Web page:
Concrete is created using several ingredients. Coarse aggregate or “ballast” is a primary component. This is added to cement that binds the aggregate particles together. Water and any additional additives are also used to create the final mixture ready for pouring.

The properties of concrete can vary widely depending on the amount of ingredients used and how they are mixed together. Changing the amount of ballast added affects the concrete’s strength; the addition of lightweight ballast produces low-strength concrete. As the amount and consistency of ballast is altered, the concrete produced varies in strength.

The imperial strength of concrete is measured in pounds per square inch (psi) or megapascals (MPa). Low-strength concrete typically has a strength of 2,000 psi (14 MPa) while the strongest concretes, used in superstructures and bridges, would typically top 10,000 psi (70 MPa). Many specific civil building and structural applications use 5,000 psi (35 MPa) concrete. The strength of concrete mixed is generally related to the application needed.

Equipment required to mix concrete should effectively blend large aggregate into a mixture of even consistency – this will aid workability and provide consistent physical and chemical properties. The process usually begins by mixing the water and cement into a paste before adding the aggregate and any other additives required to affect the concrete strength and properties. This initial paste has been shown to increase compressive strength of the resultant concrete.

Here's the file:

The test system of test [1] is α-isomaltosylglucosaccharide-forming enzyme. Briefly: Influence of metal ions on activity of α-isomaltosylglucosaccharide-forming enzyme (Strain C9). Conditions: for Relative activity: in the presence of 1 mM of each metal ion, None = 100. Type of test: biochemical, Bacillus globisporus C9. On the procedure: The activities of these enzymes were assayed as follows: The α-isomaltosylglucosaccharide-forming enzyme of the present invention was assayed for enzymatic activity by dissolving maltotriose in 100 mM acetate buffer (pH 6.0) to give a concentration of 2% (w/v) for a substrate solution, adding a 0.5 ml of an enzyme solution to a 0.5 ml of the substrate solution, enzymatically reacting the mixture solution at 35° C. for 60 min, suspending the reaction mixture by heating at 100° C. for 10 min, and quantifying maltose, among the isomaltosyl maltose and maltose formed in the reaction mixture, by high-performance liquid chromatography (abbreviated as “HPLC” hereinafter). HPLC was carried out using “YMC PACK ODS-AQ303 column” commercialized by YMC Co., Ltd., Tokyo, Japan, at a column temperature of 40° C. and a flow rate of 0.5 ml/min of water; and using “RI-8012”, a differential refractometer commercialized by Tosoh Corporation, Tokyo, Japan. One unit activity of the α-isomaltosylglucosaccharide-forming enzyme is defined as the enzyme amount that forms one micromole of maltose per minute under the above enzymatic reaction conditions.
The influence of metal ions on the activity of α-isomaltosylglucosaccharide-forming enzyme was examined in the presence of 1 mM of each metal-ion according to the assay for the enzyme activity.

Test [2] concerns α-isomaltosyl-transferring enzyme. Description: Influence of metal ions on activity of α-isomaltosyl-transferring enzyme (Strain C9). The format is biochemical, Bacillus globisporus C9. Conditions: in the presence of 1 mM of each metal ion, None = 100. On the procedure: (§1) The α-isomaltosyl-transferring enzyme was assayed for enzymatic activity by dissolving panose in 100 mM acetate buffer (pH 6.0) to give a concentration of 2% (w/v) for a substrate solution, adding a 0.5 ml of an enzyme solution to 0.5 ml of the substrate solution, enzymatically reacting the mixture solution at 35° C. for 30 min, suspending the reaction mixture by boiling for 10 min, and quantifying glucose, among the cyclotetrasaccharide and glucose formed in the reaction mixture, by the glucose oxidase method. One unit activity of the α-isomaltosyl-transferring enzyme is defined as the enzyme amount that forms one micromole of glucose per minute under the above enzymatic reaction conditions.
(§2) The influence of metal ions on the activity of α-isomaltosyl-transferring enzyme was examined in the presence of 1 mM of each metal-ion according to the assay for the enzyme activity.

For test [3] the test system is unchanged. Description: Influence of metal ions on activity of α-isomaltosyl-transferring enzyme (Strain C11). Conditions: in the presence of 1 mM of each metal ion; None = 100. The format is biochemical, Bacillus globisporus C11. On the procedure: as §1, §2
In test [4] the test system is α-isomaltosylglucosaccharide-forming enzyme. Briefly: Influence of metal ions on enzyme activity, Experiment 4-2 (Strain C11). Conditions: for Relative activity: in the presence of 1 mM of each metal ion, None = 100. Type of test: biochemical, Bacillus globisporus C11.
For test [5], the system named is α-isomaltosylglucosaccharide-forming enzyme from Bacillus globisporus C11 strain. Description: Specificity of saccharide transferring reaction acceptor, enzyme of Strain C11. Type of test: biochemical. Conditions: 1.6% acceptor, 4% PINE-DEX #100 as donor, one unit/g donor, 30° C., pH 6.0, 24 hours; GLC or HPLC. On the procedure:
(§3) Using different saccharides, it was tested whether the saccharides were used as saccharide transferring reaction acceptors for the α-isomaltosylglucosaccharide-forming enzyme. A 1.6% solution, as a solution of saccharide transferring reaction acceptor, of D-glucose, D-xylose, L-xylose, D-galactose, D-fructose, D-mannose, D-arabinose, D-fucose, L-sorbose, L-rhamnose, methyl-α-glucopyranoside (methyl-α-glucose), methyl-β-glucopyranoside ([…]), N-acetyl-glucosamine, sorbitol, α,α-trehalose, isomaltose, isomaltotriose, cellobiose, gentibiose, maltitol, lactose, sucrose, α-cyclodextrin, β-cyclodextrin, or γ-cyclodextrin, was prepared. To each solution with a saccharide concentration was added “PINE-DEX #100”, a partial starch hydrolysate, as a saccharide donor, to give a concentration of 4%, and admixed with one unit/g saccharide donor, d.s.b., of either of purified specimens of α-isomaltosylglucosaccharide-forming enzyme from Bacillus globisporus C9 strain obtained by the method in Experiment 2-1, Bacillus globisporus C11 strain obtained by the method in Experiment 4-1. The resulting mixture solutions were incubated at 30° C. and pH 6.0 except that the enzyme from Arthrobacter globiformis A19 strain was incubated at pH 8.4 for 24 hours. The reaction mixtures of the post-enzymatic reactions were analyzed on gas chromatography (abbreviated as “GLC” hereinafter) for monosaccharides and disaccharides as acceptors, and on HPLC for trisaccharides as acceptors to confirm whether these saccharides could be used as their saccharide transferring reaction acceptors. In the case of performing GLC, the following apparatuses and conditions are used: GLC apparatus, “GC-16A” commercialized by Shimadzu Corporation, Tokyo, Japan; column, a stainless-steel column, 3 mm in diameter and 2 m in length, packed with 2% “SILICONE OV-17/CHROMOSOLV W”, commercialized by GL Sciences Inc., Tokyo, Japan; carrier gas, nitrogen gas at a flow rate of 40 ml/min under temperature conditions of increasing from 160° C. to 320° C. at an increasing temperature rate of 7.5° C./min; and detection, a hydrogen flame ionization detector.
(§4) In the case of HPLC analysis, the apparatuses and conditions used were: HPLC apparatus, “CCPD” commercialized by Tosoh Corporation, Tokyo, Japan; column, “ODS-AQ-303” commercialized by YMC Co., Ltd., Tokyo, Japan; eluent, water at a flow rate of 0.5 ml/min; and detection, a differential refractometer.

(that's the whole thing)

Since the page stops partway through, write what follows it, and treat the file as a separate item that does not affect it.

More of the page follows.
What Is Ballast?

Aggregate or ballast is typically composed of chunks of rock such as limestone or coarse gravel together with other ingredients such as sand. Recycled aggregates are often employed, while the material can also be pre-manufactured in a blast furnace. Some applications require a finish or specific look, and to achieve this it is possible to add glass or decorative stone into the mixture, this is known as exposed aggregate.

To create concrete of specific hardness, the following general rules are often applied. High strength concrete would be mixed using 1 part cement to 5 parts ballast – this affords the sort of water-tight concrete used for building slabs or concrete panels. Mixing 1 part cement to 6 parts ballast creates concrete suitable for driveways, paths and patios, and increasing the ratio to 1:8 gives foundation-strength concrete. It is of course possible to add other materials to increase the strength of the concrete – these often include steel reinforcing bars (“rebar”).

Concrete Mix Ratio Using Ballast

For typical domestic use, 1 cubic metre of concrete at 3500 psi (25 MPa) can be readily created by mixing seven 50 kg bags of cement with 0.7 cubic metres of sand and 0.7 cubic metres of stone aggregate. Concrete of this strength is ideal for patio slabs, footpaths and steps. By increasing the cement:aggregate ratio, stronger concrete can be produced, suitable for heavy-duty flagstones or structural beams. Smaller batches can easily be created by scaling down the ingredients and using a bucket or drum for mixing, the concrete typically should be used within 45 minutes of mixing for optimum workability.